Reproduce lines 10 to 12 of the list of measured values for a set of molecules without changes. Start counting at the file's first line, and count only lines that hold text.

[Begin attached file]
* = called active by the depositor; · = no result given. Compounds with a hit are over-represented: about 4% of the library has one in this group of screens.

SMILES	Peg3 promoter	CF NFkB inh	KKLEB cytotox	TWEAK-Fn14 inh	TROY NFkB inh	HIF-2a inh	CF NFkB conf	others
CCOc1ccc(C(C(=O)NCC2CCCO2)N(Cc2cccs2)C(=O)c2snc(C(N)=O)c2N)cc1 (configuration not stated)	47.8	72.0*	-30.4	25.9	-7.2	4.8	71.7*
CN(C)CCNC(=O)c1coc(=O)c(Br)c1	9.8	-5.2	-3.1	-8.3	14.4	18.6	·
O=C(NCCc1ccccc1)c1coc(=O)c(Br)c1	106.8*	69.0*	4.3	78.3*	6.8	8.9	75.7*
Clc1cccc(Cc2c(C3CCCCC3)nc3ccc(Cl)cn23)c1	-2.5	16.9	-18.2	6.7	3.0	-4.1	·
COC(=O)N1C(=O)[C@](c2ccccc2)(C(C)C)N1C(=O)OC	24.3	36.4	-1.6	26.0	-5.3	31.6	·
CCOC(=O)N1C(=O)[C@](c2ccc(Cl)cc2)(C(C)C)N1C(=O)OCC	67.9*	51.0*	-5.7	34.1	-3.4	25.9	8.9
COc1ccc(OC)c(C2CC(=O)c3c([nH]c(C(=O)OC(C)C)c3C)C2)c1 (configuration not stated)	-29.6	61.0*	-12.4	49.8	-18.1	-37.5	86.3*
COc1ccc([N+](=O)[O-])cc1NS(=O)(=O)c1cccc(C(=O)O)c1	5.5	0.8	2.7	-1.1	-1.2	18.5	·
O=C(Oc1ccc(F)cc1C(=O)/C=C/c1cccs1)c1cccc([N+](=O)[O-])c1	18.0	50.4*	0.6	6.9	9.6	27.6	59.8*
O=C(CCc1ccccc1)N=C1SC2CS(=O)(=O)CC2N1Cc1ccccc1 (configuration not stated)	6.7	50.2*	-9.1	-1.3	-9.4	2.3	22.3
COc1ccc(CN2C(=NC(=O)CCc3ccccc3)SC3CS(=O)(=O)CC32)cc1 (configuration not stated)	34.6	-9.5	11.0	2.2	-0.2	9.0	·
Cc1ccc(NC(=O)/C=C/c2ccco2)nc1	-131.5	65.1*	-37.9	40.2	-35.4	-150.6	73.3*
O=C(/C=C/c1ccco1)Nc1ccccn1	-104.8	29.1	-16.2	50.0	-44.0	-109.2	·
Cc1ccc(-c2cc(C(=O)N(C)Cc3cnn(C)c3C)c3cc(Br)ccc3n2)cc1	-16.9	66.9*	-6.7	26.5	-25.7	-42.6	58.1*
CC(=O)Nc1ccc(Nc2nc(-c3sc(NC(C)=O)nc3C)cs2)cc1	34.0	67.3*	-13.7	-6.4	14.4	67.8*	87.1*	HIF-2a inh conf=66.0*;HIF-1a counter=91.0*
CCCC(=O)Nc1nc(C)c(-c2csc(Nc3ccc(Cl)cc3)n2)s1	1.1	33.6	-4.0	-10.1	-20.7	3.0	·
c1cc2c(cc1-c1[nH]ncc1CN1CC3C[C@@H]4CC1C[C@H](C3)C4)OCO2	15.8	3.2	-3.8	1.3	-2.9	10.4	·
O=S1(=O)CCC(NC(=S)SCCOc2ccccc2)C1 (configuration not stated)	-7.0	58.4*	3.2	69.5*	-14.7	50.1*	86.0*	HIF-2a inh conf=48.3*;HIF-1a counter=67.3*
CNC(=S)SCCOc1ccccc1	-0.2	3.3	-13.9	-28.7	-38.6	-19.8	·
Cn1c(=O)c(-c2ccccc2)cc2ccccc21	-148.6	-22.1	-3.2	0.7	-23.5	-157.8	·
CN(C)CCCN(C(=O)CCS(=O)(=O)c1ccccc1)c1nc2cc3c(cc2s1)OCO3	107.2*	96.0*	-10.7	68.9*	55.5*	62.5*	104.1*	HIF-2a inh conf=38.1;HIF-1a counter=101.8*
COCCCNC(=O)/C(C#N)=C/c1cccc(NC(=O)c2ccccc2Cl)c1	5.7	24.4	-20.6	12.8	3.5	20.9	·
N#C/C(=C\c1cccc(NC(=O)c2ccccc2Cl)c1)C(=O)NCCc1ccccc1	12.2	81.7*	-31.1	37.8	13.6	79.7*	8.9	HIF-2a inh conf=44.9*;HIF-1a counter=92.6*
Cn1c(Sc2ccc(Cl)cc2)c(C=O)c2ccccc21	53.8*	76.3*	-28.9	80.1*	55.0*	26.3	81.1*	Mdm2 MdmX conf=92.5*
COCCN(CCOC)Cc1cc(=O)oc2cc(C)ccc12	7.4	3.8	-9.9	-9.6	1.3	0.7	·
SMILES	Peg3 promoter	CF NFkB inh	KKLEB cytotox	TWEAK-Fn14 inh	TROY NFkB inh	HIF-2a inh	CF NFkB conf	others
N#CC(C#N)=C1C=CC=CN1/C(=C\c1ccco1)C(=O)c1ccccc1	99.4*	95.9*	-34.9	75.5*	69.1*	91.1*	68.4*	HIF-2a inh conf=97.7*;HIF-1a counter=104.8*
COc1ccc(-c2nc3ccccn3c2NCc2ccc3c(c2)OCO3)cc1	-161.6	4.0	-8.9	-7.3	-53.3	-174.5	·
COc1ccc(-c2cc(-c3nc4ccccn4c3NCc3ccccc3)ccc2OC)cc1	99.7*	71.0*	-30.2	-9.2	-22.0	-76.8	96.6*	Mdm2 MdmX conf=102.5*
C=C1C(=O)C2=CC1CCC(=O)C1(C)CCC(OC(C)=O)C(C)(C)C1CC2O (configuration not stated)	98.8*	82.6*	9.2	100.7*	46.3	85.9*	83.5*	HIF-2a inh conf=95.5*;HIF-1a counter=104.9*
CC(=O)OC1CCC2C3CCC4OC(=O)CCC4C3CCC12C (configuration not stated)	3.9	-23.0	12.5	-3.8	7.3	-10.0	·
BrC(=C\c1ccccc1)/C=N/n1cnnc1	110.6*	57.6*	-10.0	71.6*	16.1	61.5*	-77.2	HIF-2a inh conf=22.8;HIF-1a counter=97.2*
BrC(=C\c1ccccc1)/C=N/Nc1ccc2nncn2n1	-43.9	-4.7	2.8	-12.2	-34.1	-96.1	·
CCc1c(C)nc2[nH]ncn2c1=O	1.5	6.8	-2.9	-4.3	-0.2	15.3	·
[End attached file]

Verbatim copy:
COc1ccc([N+](=O)[O-])cc1NS(=O)(=O)c1cccc(C(=O)O)c1	5.5	0.8	2.7	-1.1	-1.2	18.5	·
O=C(Oc1ccc(F)cc1C(=O)/C=C/c1cccs1)c1cccc([N+](=O)[O-])c1	18.0	50.4*	0.6	6.9	9.6	27.6	59.8*
O=C(CCc1ccccc1)N=C1SC2CS(=O)(=O)CC2N1Cc1ccccc1 (configuration not stated)	6.7	50.2*	-9.1	-1.3	-9.4	2.3	22.3